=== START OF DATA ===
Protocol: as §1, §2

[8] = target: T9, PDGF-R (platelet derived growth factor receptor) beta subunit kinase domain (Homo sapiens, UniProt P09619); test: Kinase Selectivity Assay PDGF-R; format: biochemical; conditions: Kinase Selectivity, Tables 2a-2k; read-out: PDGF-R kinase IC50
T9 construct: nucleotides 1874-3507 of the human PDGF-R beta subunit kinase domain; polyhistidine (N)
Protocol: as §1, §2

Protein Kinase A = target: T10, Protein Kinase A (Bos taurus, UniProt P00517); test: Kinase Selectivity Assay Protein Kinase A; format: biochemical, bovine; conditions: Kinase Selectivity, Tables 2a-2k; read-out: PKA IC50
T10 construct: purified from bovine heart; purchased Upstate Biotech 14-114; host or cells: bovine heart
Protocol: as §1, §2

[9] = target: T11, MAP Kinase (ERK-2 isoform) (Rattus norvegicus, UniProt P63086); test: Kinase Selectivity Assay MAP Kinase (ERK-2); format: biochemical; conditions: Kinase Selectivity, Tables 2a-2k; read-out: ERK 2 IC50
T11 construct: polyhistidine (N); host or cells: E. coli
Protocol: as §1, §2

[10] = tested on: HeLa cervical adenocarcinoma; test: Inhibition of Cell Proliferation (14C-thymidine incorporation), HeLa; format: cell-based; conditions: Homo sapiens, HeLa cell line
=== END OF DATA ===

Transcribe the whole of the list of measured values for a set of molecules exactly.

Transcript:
Protocol: as §1, §2

[8] = target: T9, PDGF-R (platelet derived growth factor receptor) beta subunit kinase domain (Homo sapiens, UniProt P09619); test: Kinase Selectivity Assay PDGF-R; format: biochemical; conditions: Kinase Selectivity, Tables 2a-2k; read-out: PDGF-R kinase IC50
T9 construct: nucleotides 1874-3507 of the human PDGF-R beta subunit kinase domain; polyhistidine (N)
Protocol: as §1, §2

Protein Kinase A = target: T10, Protein Kinase A (Bos taurus, UniProt P00517); test: Kinase Selectivity Assay Protein Kinase A; format: biochemical, bovine; conditions: Kinase Selectivity, Tables 2a-2k; read-out: PKA IC50
T10 construct: purified from bovine heart; purchased Upstate Biotech 14-114; host or cells: bovine heart
Protocol: as §1, §2

[9] = target: T11, MAP Kinase (ERK-2 isoform) (Rattus norvegicus, UniProt P63086); test: Kinase Selectivity Assay MAP Kinase (ERK-2); format: biochemical; conditions: Kinase Selectivity, Tables 2a-2k; read-out: ERK 2 IC50
T11 construct: polyhistidine (N); host or cells: E. coli
Protocol: as §1, §2

[10] = tested on: HeLa cervical adenocarcinoma; test: Inhibition of Cell Proliferation (14C-thymidine incorporation), HeLa; format: cell-based; conditions: Homo sapiens, HeLa cell line